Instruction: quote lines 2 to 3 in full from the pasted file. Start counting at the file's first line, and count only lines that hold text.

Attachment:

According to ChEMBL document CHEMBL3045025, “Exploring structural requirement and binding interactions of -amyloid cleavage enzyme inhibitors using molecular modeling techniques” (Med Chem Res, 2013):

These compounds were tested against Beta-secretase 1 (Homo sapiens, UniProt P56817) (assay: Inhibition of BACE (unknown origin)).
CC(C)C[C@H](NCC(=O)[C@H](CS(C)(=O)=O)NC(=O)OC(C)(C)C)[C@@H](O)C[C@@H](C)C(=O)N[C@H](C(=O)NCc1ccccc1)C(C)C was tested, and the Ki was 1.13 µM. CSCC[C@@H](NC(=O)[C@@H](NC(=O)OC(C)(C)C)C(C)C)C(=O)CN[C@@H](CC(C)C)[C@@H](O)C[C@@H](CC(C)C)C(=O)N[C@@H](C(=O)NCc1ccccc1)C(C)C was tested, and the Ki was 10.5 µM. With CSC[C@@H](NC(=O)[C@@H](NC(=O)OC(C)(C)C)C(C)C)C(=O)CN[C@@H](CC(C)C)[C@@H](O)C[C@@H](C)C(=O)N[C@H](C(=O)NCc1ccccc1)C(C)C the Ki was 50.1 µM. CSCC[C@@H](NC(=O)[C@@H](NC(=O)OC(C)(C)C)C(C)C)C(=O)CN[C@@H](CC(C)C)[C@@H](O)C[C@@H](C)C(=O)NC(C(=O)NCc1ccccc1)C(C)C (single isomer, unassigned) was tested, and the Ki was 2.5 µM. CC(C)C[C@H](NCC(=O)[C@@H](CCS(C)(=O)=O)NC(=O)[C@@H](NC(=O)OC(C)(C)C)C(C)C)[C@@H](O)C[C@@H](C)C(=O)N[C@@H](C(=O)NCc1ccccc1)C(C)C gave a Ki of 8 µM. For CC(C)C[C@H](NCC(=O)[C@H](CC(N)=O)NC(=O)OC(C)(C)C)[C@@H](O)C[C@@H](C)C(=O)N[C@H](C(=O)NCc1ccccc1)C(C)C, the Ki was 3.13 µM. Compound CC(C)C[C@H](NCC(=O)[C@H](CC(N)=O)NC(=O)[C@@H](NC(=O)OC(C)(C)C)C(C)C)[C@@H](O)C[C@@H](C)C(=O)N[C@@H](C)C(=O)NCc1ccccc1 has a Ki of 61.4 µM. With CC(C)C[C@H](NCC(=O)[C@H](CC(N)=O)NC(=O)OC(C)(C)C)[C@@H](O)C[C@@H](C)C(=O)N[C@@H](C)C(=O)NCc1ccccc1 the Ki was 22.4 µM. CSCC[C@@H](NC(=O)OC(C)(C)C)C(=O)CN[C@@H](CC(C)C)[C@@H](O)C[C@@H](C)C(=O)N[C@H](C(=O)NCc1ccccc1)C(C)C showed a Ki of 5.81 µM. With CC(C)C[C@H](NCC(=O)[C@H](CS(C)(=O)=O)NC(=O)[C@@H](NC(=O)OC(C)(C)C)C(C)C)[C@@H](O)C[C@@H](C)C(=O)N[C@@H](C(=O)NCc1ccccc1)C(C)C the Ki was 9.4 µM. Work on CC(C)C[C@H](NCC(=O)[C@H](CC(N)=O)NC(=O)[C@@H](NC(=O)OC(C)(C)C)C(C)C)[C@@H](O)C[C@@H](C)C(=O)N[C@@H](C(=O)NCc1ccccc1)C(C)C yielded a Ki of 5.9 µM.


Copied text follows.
These compounds were tested against Beta-secretase 1 (Homo sapiens, UniProt P56817) (assay: Inhibition of BACE (unknown origin)).
CC(C)C[C@H](NCC(=O)[C@H](CS(C)(=O)=O)NC(=O)OC(C)(C)C)[C@@H](O)C[C@@H](C)C(=O)N[C@H](C(=O)NCc1ccccc1)C(C)C was tested, and the Ki was 1.13 µM. CSCC[C@@H](NC(=O)[C@@H](NC(=O)OC(C)(C)C)C(C)C)C(=O)CN[C@@H](CC(C)C)[C@@H](O)C[C@@H](CC(C)C)C(=O)N[C@@H](C(=O)NCc1ccccc1)C(C)C was tested, and the Ki was 10.5 µM. With CSC[C@@H](NC(=O)[C@@H](NC(=O)OC(C)(C)C)C(C)C)C(=O)CN[C@@H](CC(C)C)[C@@H](O)C[C@@H](C)C(=O)N[C@H](C(=O)NCc1ccccc1)C(C)C the Ki was 50.1 µM. CSCC[C@@H](NC(=O)[C@@H](NC(=O)OC(C)(C)C)C(C)C)C(=O)CN[C@@H](CC(C)C)[C@@H](O)C[C@@H](C)C(=O)NC(C(=O)NCc1ccccc1)C(C)C (single isomer, unassigned) was tested, and the Ki was 2.5 µM. CC(C)C[C@H](NCC(=O)[C@@H](CCS(C)(=O)=O)NC(=O)[C@@H](NC(=O)OC(C)(C)C)C(C)C)[C@@H](O)C[C@@H](C)C(=O)N[C@@H](C(=O)NCc1ccccc1)C(C)C gave a Ki of 8 µM. For CC(C)C[C@H](NCC(=O)[C@H](CC(N)=O)NC(=O)OC(C)(C)C)[C@@H](O)C[C@@H](C)C(=O)N[C@H](C(=O)NCc1ccccc1)C(C)C, the Ki was 3.13 µM. Compound CC(C)C[C@H](NCC(=O)[C@H](CC(N)=O)NC(=O)[C@@H](NC(=O)OC(C)(C)C)C(C)C)[C@@H](O)C[C@@H](C)C(=O)N[C@@H](C)C(=O)NCc1ccccc1 has a Ki of 61.4 µM. With CC(C)C[C@H](NCC(=O)[C@H](CC(N)=O)NC(=O)OC(C)(C)C)[C@@H](O)C[C@@H](C)C(=O)N[C@@H](C)C(=O)NCc1ccccc1 the Ki was 22.4 µM. CSCC[C@@H](NC(=O)OC(C)(C)C)C(=O)CN[C@@H](CC(C)C)[C@@H](O)C[C@@H](C)C(=O)N[C@H](C(=O)NCc1ccccc1)C(C)C showed a Ki of 5.81 µM. With CC(C)C[C@H](NCC(=O)[C@H](CS(C)(=O)=O)NC(=O)[C@@H](NC(=O)OC(C)(C)C)C(C)C)[C@@H](O)C[C@@H](C)C(=O)N[C@@H](C(=O)NCc1ccccc1)C(C)C the Ki was 9.4 µM. Work on CC(C)C[C@H](NCC(=O)[C@H](CC(N)=O)NC(=O)[C@@H](NC(=O)OC(C)(C)C)C(C)C)[C@@H](O)C[C@@H](C)C(=O)N[C@@H](C(=O)NCc1ccccc1)C(C)C yielded a Ki of 5.9 µM.